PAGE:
Where I worked received returns for the said fourteen book clubs, and those returns (along with any books damaged in the warehouse) were sold to the employees for fifty cents each. For two years, I chose four books each day, from a wide variety of titles. This was great for feeding my buying addiction, and a great way to expand my library. Some days, I bought books I had no need for, just because I could. Now, many of those books have been donated to the local library.
(No joke: Dreams come some night where I still work at Bookspan, and keep finding better books)
I left the job because a much better one fell into my lap, and I had to switch my book buying to Amazon. There was no financial way I could keep buying so many books, and I had no need for them. This knowledge did little to help curb my impulsive buying.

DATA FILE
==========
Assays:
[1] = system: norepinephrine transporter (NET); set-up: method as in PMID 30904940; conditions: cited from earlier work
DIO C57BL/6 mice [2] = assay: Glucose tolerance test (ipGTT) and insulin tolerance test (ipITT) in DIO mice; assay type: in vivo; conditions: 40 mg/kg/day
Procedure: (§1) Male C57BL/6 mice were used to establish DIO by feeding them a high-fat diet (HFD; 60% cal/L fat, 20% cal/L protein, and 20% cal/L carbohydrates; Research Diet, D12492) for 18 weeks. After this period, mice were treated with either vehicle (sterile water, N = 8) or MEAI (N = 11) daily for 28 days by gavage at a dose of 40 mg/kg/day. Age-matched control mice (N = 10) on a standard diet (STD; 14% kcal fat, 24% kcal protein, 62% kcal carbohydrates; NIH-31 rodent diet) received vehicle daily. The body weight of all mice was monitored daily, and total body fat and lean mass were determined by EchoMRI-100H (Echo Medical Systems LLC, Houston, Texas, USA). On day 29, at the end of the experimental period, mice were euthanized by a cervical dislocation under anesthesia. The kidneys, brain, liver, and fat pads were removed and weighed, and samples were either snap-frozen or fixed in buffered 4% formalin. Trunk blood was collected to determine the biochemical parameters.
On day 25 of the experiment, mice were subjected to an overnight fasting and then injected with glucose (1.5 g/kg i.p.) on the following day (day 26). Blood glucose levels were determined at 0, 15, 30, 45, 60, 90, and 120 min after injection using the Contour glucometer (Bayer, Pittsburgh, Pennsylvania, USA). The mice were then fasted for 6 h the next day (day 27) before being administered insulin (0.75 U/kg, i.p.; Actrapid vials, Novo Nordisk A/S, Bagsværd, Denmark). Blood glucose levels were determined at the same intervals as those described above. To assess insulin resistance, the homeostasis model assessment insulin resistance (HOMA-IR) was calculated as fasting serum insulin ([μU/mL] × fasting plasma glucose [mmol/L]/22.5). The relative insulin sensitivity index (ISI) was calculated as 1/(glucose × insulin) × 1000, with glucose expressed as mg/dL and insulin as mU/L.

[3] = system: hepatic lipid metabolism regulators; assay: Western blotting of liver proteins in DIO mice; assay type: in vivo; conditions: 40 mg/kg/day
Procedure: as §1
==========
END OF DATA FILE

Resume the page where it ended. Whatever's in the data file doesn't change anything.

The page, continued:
Sales helped justify this (buy 2 get 1; free shipping) until I started a couple stop-gap methods to at least delay purchasing:
- When at [Insert Book Store], instead of quickly buying an interesting looking title, I'll note the book in my phone. That way I can look it up at the library or Amazon.
- On Amazon, I add books to either my shopping list or wish list, allowing a waiting period before ordering.
- I turned off one-click ordering, so at least I have to go through the steps of checking out before making the purchase.
- On the shopping list, it is easy to click on 'Select All' to give myself the quick shock about how much stuff I want to buy. Today's total comes in close to $1800, though that includes a DSLR camera, and other fun electronics I can easily convince myself I need.